For many years educators were under the false notion that there were learning styles, and recent research from Howard Gardner, John Hattie and Gregory Yates shows there isn't such thing as a learning style.
In today's guest blog written by OECD's (PISA) Andreas Schleicher, he says, "It's time for all of us to take the lessons we learned through the crisis and turn them into a sustainable plan to get our young people back on the path to prosperity."
We have been involved in debate after debate about what works best in education. Will we ever find common ground?
To truly prepare students to be college and career ready we need to continue to teach them the social-emotional skills they will need for college, career, and their personal lives.
No matter how many academics give inspirational TED talks or publish papers on innovative pedagogy, no matter how much blood, sweat and tears teachers donate to the cause, there is a hidden barrier to meaningful, large-scale improvement in education: zero-sum thinking.
Stepping out of our comfort zones is difficult, but there may be no better time to do it than now.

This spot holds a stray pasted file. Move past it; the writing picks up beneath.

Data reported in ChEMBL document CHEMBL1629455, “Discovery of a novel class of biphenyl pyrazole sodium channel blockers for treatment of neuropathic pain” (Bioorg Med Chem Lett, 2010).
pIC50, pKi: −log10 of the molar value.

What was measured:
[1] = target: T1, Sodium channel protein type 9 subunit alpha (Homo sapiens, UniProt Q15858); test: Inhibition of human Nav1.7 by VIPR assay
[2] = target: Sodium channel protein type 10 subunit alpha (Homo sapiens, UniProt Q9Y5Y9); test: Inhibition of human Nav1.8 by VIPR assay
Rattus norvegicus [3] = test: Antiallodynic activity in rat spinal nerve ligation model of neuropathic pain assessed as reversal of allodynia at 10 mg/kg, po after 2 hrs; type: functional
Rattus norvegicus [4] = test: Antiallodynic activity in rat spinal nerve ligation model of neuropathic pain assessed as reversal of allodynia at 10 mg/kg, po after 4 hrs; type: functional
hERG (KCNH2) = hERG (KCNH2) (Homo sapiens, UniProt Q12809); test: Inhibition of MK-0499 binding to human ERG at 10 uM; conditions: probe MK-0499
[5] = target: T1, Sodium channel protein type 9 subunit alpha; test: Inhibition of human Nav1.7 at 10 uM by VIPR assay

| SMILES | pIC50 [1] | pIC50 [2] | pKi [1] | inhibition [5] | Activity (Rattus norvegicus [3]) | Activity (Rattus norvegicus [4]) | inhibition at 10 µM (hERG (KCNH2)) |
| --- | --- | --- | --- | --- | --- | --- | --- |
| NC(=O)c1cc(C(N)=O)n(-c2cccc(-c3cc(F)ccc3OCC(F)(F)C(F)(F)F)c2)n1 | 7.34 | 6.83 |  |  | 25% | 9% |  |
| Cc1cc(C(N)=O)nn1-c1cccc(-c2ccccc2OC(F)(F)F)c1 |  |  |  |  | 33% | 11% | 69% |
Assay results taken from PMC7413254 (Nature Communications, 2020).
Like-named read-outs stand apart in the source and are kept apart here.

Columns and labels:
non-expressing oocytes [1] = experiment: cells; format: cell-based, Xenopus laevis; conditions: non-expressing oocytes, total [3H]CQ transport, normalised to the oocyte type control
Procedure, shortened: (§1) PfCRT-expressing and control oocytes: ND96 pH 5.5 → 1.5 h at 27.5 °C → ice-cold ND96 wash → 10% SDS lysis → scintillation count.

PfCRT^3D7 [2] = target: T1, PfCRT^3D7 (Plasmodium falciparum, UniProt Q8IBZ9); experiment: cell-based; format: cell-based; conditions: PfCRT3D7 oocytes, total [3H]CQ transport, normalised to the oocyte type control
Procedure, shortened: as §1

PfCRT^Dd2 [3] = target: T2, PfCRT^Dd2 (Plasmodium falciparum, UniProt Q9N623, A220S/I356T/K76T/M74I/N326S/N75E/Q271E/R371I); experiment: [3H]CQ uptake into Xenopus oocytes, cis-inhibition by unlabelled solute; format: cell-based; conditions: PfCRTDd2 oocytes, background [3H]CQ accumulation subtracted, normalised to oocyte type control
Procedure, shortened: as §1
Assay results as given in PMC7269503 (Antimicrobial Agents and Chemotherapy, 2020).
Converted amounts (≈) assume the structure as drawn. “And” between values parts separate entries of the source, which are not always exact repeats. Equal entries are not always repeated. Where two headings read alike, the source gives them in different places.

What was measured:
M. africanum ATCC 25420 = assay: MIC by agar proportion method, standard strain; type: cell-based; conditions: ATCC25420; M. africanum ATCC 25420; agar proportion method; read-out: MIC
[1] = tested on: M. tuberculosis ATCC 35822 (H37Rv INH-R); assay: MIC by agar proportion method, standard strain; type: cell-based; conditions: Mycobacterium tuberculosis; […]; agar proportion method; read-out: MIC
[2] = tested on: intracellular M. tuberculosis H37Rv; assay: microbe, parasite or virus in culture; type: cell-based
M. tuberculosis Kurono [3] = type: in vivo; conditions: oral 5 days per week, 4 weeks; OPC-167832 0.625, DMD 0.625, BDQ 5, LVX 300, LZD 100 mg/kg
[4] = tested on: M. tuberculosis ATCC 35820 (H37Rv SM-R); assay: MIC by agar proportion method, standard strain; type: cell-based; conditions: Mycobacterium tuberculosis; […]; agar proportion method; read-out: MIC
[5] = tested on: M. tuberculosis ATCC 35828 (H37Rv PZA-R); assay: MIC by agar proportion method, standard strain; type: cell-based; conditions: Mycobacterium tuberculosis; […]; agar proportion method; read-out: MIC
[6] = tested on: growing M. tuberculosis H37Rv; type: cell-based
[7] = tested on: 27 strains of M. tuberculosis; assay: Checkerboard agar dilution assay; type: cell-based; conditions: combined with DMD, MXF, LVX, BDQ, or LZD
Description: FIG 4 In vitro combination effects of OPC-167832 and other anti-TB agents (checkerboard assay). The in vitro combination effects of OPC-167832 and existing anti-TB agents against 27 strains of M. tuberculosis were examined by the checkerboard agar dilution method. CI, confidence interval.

What began as a group of vocal teachers, quickly turned into the BAT's encompassing a nationwide group of more than 35,000 educators, parents and students who are showing some serious political strength.
All students worry about being wrong, and as teachers, we need to recognize the self-censorship that occurs and develop an atmosphere that promotes risk taking and a positive spin on missing the mark.
"It is not the college we get accepted into that matters, but what we do with the opportunity when we get there."
Flat Stanley has been around for decades, and there is an innovative way to incorporate all that is good about the book with a more modern twist using Skype.